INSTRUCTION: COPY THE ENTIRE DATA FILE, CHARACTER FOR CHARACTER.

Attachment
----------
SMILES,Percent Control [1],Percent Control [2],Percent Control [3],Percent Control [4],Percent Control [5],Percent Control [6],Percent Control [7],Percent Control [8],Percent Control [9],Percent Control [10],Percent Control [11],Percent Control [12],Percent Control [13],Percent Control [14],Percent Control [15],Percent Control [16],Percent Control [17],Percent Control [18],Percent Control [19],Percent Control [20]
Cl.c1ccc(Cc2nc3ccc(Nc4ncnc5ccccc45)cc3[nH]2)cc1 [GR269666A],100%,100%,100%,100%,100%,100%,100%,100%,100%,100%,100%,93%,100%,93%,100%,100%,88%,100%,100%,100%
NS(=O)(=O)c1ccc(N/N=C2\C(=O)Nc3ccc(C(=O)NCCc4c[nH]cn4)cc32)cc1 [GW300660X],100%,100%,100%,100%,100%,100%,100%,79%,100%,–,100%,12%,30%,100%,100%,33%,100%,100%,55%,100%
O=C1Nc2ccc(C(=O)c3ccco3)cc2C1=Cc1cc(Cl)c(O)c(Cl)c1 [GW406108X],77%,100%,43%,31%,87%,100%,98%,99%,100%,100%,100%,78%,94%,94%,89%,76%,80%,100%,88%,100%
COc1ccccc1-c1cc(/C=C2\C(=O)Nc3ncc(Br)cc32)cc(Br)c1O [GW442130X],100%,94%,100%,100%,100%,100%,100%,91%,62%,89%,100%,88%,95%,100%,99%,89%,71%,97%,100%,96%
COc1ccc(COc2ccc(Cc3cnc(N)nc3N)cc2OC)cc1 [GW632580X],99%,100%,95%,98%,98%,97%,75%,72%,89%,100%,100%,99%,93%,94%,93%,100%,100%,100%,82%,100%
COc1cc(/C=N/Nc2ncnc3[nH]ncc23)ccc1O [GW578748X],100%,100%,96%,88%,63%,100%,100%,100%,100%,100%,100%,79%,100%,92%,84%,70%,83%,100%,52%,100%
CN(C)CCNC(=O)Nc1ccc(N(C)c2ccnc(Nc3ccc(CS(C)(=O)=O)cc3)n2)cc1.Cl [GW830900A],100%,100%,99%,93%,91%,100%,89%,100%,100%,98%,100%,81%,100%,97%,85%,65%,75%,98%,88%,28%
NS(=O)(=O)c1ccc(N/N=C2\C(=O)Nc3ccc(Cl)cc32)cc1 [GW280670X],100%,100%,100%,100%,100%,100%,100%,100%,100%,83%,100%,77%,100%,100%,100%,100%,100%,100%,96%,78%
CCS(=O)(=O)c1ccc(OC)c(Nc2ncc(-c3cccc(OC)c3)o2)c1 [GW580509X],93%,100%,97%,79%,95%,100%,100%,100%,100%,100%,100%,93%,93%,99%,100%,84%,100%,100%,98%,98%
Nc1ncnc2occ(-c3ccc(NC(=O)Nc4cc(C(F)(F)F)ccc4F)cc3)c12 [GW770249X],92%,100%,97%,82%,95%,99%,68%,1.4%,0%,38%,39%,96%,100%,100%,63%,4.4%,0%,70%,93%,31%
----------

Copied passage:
SMILES,Percent Control [1],Percent Control [2],Percent Control [3],Percent Control [4],Percent Control [5],Percent Control [6],Percent Control [7],Percent Control [8],Percent Control [9],Percent Control [10],Percent Control [11],Percent Control [12],Percent Control [13],Percent Control [14],Percent Control [15],Percent Control [16],Percent Control [17],Percent Control [18],Percent Control [19],Percent Control [20]
Cl.c1ccc(Cc2nc3ccc(Nc4ncnc5ccccc45)cc3[nH]2)cc1 [GR269666A],100%,100%,100%,100%,100%,100%,100%,100%,100%,100%,100%,93%,100%,93%,100%,100%,88%,100%,100%,100%
NS(=O)(=O)c1ccc(N/N=C2\C(=O)Nc3ccc(C(=O)NCCc4c[nH]cn4)cc32)cc1 [GW300660X],100%,100%,100%,100%,100%,100%,100%,79%,100%,–,100%,12%,30%,100%,100%,33%,100%,100%,55%,100%
O=C1Nc2ccc(C(=O)c3ccco3)cc2C1=Cc1cc(Cl)c(O)c(Cl)c1 [GW406108X],77%,100%,43%,31%,87%,100%,98%,99%,100%,100%,100%,78%,94%,94%,89%,76%,80%,100%,88%,100%
COc1ccccc1-c1cc(/C=C2\C(=O)Nc3ncc(Br)cc32)cc(Br)c1O [GW442130X],100%,94%,100%,100%,100%,100%,100%,91%,62%,89%,100%,88%,95%,100%,99%,89%,71%,97%,100%,96%
COc1ccc(COc2ccc(Cc3cnc(N)nc3N)cc2OC)cc1 [GW632580X],99%,100%,95%,98%,98%,97%,75%,72%,89%,100%,100%,99%,93%,94%,93%,100%,100%,100%,82%,100%
COc1cc(/C=N/Nc2ncnc3[nH]ncc23)ccc1O [GW578748X],100%,100%,96%,88%,63%,100%,100%,100%,100%,100%,100%,79%,100%,92%,84%,70%,83%,100%,52%,100%
CN(C)CCNC(=O)Nc1ccc(N(C)c2ccnc(Nc3ccc(CS(C)(=O)=O)cc3)n2)cc1.Cl [GW830900A],100%,100%,99%,93%,91%,100%,89%,100%,100%,98%,100%,81%,100%,97%,85%,65%,75%,98%,88%,28%
NS(=O)(=O)c1ccc(N/N=C2\C(=O)Nc3ccc(Cl)cc32)cc1 [GW280670X],100%,100%,100%,100%,100%,100%,100%,100%,100%,83%,100%,77%,100%,100%,100%,100%,100%,100%,96%,78%
CCS(=O)(=O)c1ccc(OC)c(Nc2ncc(-c3cccc(OC)c3)o2)c1 [GW580509X],93%,100%,97%,79%,95%,100%,100%,100%,100%,100%,100%,93%,93%,99%,100%,84%,100%,100%,98%,98%
Nc1ncnc2occ(-c3ccc(NC(=O)Nc4cc(C(F)(F)F)ccc4F)cc3)c12 [GW770249X],92%,100%,97%,82%,95%,99%,68%,1.4%,0%,38%,39%,96%,100%,100%,63%,4.4%,0%,70%,93%,31%